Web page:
I looked down: a dizzying drop, thousands of feet between me and the cloud cover. Beneath the clouds, stretching out for hundreds of square miles, lay the jungles of Borneo. It was absolutely gorgeous at the 4,095-meter summit of Mt. Kinabalu, but my thighs and caves were begging for mercy. I’m not even sure how I got the bright idea to climb Mt. Kinabalu, but—as it goes with traveling—you see cool pictures and decide I want to see that, and there I was.
The standard route involves two days’ climbing: a grueling ascent to the 3,300-meter midway point of Laban Rata, and then a 2:30 AM summit attempt before watching the sunrise and heading down. This all sounded great, except for two problems: first, Laban Rata, at $300 for a bed in a 120-person dorm, was over my budget; second—more importantly—it was sold out for the next three months. Determined to make the climb happen, I headed to the park office to try my luck at scoring a one-day-climb permit. A bit of eyelash batting and $60 later, I had my permit—and one day to put my out-of-shape body to use.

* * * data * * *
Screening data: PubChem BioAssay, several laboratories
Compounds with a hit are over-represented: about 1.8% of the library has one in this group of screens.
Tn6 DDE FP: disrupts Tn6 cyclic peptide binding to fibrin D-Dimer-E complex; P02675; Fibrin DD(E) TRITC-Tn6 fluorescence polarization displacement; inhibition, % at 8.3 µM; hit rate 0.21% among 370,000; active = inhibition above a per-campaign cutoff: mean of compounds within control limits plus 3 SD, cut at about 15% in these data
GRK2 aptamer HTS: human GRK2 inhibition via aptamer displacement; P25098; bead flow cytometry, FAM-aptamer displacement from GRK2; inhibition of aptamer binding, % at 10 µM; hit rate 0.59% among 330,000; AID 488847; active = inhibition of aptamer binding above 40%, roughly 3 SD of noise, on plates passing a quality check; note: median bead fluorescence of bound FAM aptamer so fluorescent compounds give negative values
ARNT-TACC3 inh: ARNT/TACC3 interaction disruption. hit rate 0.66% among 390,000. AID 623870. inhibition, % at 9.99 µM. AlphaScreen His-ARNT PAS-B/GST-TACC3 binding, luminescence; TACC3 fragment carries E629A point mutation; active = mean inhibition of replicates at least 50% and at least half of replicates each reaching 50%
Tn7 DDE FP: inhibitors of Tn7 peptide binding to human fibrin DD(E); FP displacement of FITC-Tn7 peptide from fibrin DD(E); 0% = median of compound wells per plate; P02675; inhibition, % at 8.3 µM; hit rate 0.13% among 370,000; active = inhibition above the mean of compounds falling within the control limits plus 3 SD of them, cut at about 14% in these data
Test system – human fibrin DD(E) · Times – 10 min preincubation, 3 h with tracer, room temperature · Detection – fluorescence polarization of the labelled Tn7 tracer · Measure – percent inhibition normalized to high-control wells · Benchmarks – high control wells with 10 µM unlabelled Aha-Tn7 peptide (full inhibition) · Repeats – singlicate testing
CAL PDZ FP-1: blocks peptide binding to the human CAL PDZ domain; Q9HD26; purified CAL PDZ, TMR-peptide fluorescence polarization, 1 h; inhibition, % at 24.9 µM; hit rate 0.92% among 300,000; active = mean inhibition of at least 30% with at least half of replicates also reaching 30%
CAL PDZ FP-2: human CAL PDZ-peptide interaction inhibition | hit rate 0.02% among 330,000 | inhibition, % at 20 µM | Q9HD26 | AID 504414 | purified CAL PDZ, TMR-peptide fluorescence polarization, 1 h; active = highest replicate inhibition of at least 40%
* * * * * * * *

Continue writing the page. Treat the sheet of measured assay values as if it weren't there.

In order to make it to the summit, you have to meet two guidelines: you must reach Laban Rata by 11 AM, and at 1 PM—regardless of location—you must turn around and head down the mountain. That day, there were 12 of us attempting to summit. Within 20 minutes, we were vastly separated; I was somewhere between an overly fit Swedish couple and British girls who considered each mile marker a cigarette break.
At 10:45, after five kilometers of unrelenting uphill, I reached Laban Rata, fatigued and exhausted but determined to summit. The second half of the climb, however, was something else entirely: from here on, I was clinging to a rope strung across a sheer cliff face. “120 people do this every day in the dark,” I figured. “I’ll be fine.” By kilometer seven, the clouds parted and sun gleamed down. (Even better, I had caught up with the Swedish couple—apparently I wasn’t entirely out of shape after all.)
With just 15 minutes left to ascend, the summit was within view. Gasping for oxygen at 4,000 meters was almost as difficult as climbing, but nothing could stop me now. The last 100 meters were a sheer vertical scramble, but—sweat-drenched and shaking—I made it, the whole two day route, in less than 6 hours. I’m still not sure how I ended up there, but the experience—mile after mile uphill, the Listerine burn of breathing that thin air, the sun-drenched glory of the view from the summit—was one I’ll never forget.